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Anna
Anna
Actors: Sally Kirkland, Paulina Porizkova, Robert Fields, Gibby Brand, John Robert Tillotson
Director: Yurek Bogayevicz
Genres: Comedy, Drama
PG-13     2004     1hr 40min

Studio: Lions Gate Home Ent. Release Date: 03/16/2004 Run time: 101 minutes Rating: Pg13

     
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Movie Details

Actors: Sally Kirkland, Paulina Porizkova, Robert Fields, Gibby Brand, John Robert Tillotson
Director: Yurek Bogayevicz
Creators: Julianne Gilliam, Bobby Bukowski, Yurek Bogayevicz, Deirdre Gainor, Zanne Devine, Agnieszka Holland
Genres: Comedy, Drama
Sub-Genres: Comedy, Drama
Studio: Lions Gate
Format: DVD - Color - Closed-captioned
DVD Release Date: 03/16/2004
Original Release Date: 11/28/1987
Theatrical Release Date: 11/28/1987
Release Year: 2004
Run Time: 1hr 40min
Screens: Color
Number of Discs: 1
SwapaDVD Credits: 1
Total Copies: 0
Members Wishing: 0
MPAA Rating: PG-13 (Parental Guidance Suggested)
Languages: English

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Movie Reviews

The weight of the years!
Hiram Gomez Pardo | Valencia, Venezuela | 01/24/2005
(5 out of 5 stars)

"Sally Kirkland gave the best role of her career with this haunting portrait of a middle aged actress who decides to cast in USA after being a very well known actress in her birth country.

The struggling atmosphere and the winds of change experimented by Anna make the dramatic frame to receive her parent. You will realize how fast and temporal can result the affective ties when the greed and the ambition sharp the spirit.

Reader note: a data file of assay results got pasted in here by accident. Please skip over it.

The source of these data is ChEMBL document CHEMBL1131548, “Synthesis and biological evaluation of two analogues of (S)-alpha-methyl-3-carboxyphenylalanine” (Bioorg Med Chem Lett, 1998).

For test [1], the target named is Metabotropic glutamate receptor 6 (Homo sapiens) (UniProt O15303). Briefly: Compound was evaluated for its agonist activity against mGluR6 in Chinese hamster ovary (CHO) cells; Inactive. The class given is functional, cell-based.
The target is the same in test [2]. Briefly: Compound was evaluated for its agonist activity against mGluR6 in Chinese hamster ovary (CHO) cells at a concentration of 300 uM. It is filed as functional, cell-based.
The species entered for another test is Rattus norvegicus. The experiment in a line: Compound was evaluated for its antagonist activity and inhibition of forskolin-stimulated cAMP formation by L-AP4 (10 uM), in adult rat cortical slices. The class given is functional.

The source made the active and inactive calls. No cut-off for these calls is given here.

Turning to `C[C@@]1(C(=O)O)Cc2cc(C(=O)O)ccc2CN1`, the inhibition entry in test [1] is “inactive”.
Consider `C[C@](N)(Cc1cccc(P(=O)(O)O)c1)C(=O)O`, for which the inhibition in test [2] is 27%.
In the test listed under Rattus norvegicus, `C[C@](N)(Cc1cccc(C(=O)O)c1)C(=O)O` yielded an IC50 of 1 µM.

The profound sensation of loneliness due the age in the acting world is the central focus of this intelligent and sensitive film. What can be the pretext to ignore the talent and experience of an actress whose only sin has been to surpass the forties? The acquired experience weighs less than nothing when the first wrinkles delineate the feminine face. It would seem that Faustian stigma has survived through the years and has embodied in the common sense of many people.

A mature film who could become in a vital reference point and late discussion after you watch this picture.
"
Anna: The Story of an Actress that Needed a Bigger Trailer
A. Gyurisin | Wet, Wild, Wonderful Virginia | 02/10/2008
(2 out of 5 stars)

"What ever happened to the "Choose Your Own Adventure" series? For a while there was talk that films would transform into that genre with viewers making the ultimate decision on what would happen to the protagonist and the final climax. It was a fleeting moment, full of hope, but insecurities. One wonders about this idea, what would happen if audiences had the option to control the fate of characters, to make their own decisions about their legitimacy, or to just make coherent moments of our random tangents. One can dream, right? In 1987, a film was made purely to showcase the talent of one aging star. It was funded with hopes of bringing stronger roles, powerful characters, and ultimately a common household name. It was made to win awards and that is all - no focused plot, no understandable character drive, no defined purposes - just to showcase the range of one actress and that is all. That film was "Anna", and the star was Sally Kirkland. A drama at its very core, "Anna" displays that genuine truth that all actors age, and sometimes, fade away. Anna is a character that believes America is her safety net, her home, and it can do her no wrong - but she refuses to belittle herself to do work she doesn't believe in. She is hard-nosed, optimistic, stubborn, and arrogant when it comes to her life, yet not afraid to let others in, yet drop them at a moments notice. Anna flip-flops between personalities, which makes this film ideal of an aging star, but not idea of the viewing audience. "Anna" has been praised for its star Sally Kirkland, and her ability to get "grungy" for the role, but a month into 2008, "Anna" does not remain a staple of film culture. It is dated, dull, and formulaically chaotic.